After just one year, Elvira’s business has been extremely successful. She significantly increased her working capital from the $75 starting seed capital from Trickle Up to $450. She intends to continue working and diversify her income.
During the lean season, she didn’t sell much and had few products in stock. Nevertheless, she loaned $375 to her brother, who is interning at the Lachúa Lake National Park. Her brother will return the money with interest, and with the resulting capital she plans to begin selling clothes again and open a store in the next few months. There are other stores in the community, but customers complain about the lack of friendliness of the owners. Because Elvira is known for her patience and kindness, she and her family hope their store will draw more customers. Elvira’s mother said: “I’ve noticed changes in Elvira, with her seed capital, she now has her own money.”
Elvira decided not to continue in the savings group because she didn’t feel comfortable: her fellow members pestered her when she didn’t want to give her opinion. Elvira is the oldest member of the group, and also the most reserved, so she preferred to stop participating in the meetings. However, she continues to say hi to the girls of the savings group and knows when they hold meetings. While in the group, Elvira accrued $27.50 in savings and borrowed $50 to buy more clothes for her business.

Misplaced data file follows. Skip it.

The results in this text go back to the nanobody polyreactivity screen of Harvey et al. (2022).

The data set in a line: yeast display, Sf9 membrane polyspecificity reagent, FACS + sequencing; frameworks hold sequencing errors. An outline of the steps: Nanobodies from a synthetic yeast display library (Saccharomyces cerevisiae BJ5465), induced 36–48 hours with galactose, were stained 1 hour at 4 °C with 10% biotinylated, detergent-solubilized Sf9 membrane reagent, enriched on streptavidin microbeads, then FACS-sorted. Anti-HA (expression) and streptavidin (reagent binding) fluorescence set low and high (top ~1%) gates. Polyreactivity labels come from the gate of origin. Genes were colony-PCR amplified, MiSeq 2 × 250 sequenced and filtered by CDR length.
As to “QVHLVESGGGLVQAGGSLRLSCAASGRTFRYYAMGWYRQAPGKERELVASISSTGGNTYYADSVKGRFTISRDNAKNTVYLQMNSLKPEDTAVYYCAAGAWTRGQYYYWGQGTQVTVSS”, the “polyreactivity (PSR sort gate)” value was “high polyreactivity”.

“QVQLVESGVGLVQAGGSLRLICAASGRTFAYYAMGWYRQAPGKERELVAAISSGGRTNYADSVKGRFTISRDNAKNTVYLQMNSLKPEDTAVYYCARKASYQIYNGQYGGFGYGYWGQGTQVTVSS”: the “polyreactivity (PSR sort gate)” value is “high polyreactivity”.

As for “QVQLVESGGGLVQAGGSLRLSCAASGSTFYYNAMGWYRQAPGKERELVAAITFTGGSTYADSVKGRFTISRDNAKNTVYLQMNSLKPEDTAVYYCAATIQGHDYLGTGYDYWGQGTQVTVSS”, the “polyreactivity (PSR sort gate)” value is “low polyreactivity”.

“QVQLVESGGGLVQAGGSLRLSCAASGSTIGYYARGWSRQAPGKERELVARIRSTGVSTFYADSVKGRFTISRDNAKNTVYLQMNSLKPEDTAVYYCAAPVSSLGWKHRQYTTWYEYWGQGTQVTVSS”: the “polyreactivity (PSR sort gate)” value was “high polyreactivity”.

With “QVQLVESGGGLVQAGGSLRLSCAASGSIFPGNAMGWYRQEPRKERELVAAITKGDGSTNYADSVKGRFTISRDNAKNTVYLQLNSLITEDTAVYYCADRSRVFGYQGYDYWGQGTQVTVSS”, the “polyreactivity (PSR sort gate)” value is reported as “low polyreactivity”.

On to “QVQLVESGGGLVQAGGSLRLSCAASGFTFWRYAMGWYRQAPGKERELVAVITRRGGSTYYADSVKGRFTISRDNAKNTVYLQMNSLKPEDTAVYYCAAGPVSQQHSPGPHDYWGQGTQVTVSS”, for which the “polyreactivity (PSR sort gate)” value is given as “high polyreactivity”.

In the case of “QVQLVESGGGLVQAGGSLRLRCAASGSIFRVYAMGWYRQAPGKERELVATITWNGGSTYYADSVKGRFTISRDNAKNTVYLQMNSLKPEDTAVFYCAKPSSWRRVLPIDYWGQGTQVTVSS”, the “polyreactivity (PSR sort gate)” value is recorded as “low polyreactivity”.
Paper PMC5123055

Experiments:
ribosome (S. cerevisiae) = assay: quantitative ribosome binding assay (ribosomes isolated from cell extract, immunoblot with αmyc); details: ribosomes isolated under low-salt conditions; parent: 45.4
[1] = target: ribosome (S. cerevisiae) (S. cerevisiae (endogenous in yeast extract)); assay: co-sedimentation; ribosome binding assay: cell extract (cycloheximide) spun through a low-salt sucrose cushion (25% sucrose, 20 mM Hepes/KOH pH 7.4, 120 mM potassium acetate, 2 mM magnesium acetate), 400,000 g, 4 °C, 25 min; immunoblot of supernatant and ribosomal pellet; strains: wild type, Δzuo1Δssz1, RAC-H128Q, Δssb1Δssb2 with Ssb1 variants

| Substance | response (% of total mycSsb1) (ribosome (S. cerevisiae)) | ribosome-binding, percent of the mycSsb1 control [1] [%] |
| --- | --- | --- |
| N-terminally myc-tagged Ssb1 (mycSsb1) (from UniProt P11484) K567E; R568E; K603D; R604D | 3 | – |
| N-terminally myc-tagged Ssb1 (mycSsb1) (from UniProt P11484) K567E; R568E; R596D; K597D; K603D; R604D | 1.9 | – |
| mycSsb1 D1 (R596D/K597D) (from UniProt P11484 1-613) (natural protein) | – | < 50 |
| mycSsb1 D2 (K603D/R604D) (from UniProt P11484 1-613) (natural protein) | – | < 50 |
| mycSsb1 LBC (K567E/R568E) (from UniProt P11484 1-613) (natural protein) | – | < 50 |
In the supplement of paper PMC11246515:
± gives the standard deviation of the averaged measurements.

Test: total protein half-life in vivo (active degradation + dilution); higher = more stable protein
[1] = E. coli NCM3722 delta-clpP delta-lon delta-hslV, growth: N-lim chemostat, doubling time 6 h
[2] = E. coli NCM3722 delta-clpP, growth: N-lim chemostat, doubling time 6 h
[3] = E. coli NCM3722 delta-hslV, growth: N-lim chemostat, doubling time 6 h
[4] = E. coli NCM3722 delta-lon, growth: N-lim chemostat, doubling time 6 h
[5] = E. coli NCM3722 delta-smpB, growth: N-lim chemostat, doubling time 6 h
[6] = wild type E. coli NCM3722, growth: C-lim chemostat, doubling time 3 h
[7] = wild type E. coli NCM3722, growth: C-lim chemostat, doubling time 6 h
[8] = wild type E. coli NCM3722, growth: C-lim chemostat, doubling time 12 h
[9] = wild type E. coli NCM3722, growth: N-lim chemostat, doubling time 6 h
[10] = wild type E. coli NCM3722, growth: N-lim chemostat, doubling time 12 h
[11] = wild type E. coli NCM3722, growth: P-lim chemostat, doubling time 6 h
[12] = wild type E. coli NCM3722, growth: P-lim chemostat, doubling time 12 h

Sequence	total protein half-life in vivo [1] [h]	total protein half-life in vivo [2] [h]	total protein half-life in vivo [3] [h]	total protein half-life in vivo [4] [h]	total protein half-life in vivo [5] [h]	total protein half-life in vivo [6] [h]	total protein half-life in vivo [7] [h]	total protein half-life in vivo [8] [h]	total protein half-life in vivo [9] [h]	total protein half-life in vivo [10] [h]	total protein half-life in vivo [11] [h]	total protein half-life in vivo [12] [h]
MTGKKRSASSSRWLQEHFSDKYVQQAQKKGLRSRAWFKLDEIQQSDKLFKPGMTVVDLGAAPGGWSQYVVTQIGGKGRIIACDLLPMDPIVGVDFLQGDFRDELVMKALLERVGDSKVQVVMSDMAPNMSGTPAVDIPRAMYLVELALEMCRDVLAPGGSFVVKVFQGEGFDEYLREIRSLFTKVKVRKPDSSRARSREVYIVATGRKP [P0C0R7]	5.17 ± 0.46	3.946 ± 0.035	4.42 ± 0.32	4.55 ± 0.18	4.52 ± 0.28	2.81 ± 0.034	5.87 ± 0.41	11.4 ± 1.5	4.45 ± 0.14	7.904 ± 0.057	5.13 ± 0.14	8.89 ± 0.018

Elvira feels proud of her accomplishments: “With my productive activity, I can support my brother so he can continue with his studies.” In turn, her brother also helps with her business; a few months ago, he bought a motorcycle and now drives his sister to other towns to sell her products.
Over the next year, Elvira’s family is excited to watch her business expand, and to help Elvira grow more confident and self-assured in her new role as a breadwinner in the family. With a diverse, sustainable livelihood, Elvira can now lift her entire family out of extreme poverty.
Elvira Xo Xol of Santa Cruz el Nacimiento, Guatemala
Becoming independent, building her business, gaining confidence